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The Great Wild Yonder

Chris Anderson / January 5, 2016 at 8:00 AM / Gaming, Opinions

Ever since I was a little kid wistfully looking up at the stars, I’ve always longed for a chance of going up there myself to see the universe a bit closer than I can from down here. Since a career as a scientist is just not in the cards for me and I don’t really want to set foot aboard one of NASA’s vomit comets, video games will have to do until commercial spaceflight is possible and affordable. And I gotta say that there is more than enough to play and look forward to for this amateur space cadet.

With technology available to game developers improving dramatically, the possibility for gamified spacetravel draws ever nearer. I recently bought myself a copy of Elite: Dangerous (jokingly known as “Euro Truck Sim in Space” by the community), and while the harsh reality of the universe’s emptiness hit me harder than it should for something that is pretty damn obvious, I can’t help but come back to it and explore a life-sized model of our galaxy.

The game’s pace lends itself for some extended sight-seeing while ferrying loot from station to station, and while my bank account in-game is at a critically low level and my loan is making it harder and harder to dig myself ot of debt, my cartography journal is bursting at the seams with never-before-discovered starsystems and planets. There’s something poetic about flying past an Earth-like planet with an entire universe surrounding me. The experience is strangely cathartic, too, and I found myself picking up odd jobs that require me to travel dozens of lightyears away to complete, just so I could see what I would bump into. The game’s structure is very reminiscent of another game I’m very much looking forward to so I’ve been treating Elite: Dangerous as a training grounds for that other game. That game is called No Man’s Sky, and it might be the only reason to hold onto my PS4 for now.

No Man’s Sky is an odd beast that drew me in with the promise of an enormously vast galaxy filled to the brim with strange planets, minerals, and wildlife. What’s more is that the game is entirely randomly generated so no one, not even the developer, can predict what you may find when you log in to the game world.

I like exploring. When I play open world games I like to turn off the HUD and just walk around while I’m taking in the scenery. It’s easy to sometimes forget the little details when you’re chipping away at the game’s storyline, which means that you inherently miss out on a lot of stuff in areas you don’t really need to go to. An entire game that removes most of these things in favor of just pure exploration and trading mixed with some light space combat just sounds like a very refreshing and different experience than I, personally, am used to. No Man’s Sky‘s size will of course mean that there will be a lot of empty space that has very little content in it, but that is to be expected of a space game. To be fair, I don’t even know how long a game like that will manage to hold my attention or if it’s fun to play in the first place, but if it’s anything like Elite: Dangerous and Star Citizen then I think I’ll be fine for quite some time to come.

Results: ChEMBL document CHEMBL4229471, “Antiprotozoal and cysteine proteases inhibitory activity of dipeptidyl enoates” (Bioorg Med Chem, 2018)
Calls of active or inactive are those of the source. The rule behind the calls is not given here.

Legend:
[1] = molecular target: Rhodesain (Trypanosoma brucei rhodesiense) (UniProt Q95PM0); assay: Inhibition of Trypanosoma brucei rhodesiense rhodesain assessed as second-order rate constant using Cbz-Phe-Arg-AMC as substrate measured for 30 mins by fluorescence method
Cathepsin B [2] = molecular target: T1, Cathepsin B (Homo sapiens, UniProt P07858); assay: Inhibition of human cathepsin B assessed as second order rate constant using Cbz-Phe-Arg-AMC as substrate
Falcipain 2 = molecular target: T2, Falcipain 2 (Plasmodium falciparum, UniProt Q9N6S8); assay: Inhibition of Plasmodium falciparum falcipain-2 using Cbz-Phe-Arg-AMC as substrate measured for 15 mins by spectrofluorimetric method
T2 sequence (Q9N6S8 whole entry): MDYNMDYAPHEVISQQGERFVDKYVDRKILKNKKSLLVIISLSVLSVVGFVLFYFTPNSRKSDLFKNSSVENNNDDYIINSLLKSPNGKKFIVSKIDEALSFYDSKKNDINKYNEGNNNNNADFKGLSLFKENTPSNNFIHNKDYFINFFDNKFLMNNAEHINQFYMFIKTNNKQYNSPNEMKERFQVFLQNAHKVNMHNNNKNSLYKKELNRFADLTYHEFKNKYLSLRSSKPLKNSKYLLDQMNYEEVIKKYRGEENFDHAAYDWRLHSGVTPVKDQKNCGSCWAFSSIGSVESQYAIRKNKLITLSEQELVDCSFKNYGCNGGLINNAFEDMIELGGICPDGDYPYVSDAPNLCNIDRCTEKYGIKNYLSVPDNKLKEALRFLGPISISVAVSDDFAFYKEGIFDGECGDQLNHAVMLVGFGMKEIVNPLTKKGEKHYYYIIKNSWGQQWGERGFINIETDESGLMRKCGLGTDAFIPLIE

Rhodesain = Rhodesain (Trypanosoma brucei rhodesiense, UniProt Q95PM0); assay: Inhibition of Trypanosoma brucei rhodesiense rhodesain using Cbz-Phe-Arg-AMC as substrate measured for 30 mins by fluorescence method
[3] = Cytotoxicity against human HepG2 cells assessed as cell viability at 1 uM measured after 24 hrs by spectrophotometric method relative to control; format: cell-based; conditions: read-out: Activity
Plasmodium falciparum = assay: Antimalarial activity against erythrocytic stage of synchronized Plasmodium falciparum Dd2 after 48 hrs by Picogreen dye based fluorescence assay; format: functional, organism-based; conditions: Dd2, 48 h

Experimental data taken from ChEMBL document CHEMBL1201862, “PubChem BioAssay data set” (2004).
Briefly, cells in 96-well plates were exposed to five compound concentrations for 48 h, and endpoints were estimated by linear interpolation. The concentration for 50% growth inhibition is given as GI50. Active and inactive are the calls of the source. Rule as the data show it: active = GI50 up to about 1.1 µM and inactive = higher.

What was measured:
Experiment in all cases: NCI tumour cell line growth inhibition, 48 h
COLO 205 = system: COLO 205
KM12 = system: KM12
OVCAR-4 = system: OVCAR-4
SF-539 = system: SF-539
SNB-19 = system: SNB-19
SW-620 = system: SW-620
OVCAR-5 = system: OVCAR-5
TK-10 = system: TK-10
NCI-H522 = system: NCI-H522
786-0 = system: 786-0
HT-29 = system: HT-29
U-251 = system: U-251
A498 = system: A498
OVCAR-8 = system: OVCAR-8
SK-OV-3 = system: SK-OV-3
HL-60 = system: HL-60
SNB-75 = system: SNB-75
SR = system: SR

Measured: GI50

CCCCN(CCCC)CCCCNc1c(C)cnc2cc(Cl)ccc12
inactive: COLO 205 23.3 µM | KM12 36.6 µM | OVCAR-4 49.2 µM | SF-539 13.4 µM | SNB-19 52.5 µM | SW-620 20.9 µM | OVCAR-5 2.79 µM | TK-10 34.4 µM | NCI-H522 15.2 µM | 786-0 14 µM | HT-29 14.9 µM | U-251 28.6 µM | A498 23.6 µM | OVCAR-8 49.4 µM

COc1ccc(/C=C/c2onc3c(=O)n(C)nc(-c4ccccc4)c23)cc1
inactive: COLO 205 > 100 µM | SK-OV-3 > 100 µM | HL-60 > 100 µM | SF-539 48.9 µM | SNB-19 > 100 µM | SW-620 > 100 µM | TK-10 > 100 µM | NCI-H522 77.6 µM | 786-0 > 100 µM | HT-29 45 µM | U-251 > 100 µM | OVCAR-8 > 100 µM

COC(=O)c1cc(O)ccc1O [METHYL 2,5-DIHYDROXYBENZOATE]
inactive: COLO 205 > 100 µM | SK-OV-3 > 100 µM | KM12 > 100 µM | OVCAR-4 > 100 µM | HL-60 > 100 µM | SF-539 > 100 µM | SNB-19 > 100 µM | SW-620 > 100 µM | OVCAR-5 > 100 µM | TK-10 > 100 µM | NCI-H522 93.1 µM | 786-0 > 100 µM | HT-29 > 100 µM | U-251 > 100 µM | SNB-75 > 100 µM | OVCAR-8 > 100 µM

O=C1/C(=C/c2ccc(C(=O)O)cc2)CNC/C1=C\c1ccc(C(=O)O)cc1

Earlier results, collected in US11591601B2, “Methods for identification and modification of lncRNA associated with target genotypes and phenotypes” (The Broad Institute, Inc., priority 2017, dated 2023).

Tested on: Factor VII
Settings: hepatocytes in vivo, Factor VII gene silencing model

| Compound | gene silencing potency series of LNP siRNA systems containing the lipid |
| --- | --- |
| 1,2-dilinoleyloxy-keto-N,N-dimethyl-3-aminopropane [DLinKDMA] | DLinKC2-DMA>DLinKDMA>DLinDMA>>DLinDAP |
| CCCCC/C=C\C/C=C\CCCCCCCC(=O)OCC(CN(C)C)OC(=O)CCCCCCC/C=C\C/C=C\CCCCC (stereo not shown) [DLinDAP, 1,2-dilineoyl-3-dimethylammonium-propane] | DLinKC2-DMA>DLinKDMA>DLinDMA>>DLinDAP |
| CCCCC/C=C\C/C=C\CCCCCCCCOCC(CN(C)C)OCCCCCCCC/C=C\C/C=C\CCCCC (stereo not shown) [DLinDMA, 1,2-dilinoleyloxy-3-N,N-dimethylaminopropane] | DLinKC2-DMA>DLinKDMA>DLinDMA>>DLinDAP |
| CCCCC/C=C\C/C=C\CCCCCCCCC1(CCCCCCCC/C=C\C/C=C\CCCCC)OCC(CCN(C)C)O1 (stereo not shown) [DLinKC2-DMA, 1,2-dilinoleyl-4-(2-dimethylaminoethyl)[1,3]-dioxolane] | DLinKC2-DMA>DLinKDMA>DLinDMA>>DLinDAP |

And then there’s the behemoth under the space games: EVE Online. I have tinkered with that game in the past, and while it never really clicked for me due to its steep learning curve (and my short attention span), I have always appreciated the stories that come out of that game. In my mind, EVE Online is the perfect example of what is possible when you let hundreds of thousands of players loose in a galaxy with only their ships and their wits to make a name for themselves. That game gets more complex and more interesting with every big update, and the stories that come out of that world and its community are sometimes better than the plot of a popular TV show or movie franchise. I encourage you to read a couple of them, since they’re great fun and sometimes make you forget that this is something that happened in a video game, as opposed to real life. 

These are just a few examples. Honorable mentions are also Space EngineersEverspace, X-Rebirth and the original space game Elite game, which paved the way for all of this. I am just so excited by all the possibilities of the new generation of consoles, and the forever evolving possibilities of games on the PC platform. With the resurgence of VR gaming being the trend right now, maybe my dreams of finding a home amongst the stars might be closer to being fulfilled than it ever was, and all from the comfort of my own home. Can’t imagine it getting better than that.

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Chris Anderson

Assoc. News Editor

I've been playing games since I was just barely able to walk, and I never really stopped playing them. When I'm not fulfilling my duties as assistant news editor and tech reviewer, I'm either working on music, producing one of two podcasts or doing freelance work.